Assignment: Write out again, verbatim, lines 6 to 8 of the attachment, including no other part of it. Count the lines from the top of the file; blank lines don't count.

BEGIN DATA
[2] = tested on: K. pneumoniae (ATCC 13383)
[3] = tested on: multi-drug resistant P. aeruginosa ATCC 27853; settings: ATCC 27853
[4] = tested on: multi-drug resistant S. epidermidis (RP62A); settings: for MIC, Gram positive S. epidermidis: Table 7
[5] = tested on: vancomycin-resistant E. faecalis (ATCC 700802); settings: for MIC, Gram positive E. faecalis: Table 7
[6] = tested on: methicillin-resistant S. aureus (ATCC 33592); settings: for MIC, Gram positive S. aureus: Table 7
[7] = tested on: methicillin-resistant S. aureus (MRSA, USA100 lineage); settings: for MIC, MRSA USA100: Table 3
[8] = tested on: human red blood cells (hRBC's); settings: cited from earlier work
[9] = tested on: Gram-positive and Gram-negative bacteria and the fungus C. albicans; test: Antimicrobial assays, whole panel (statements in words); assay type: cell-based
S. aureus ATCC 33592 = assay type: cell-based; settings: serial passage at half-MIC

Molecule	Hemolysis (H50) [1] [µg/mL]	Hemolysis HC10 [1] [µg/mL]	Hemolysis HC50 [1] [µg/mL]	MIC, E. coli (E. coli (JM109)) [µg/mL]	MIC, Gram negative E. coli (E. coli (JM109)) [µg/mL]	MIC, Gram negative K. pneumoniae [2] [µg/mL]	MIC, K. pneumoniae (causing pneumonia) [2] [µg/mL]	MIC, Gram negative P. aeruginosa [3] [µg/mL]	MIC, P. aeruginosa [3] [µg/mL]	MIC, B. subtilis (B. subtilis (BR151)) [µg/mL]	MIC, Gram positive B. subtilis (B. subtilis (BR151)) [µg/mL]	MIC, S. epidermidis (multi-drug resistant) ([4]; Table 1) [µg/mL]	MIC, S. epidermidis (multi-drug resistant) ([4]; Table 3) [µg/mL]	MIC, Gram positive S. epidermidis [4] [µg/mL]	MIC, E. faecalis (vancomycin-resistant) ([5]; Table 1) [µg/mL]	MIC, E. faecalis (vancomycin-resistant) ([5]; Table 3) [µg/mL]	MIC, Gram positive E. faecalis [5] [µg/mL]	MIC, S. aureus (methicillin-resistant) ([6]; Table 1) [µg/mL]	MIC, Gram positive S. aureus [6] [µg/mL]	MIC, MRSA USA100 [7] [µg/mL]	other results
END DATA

[7] = tested on: methicillin-resistant S. aureus (MRSA, USA100 lineage); settings: for MIC, MRSA USA100: Table 3
[8] = tested on: human red blood cells (hRBC's); settings: cited from earlier work
[9] = tested on: Gram-positive and Gram-negative bacteria and the fungus C. albicans; test: Antimicrobial assays, whole panel (statements in words); assay type: cell-based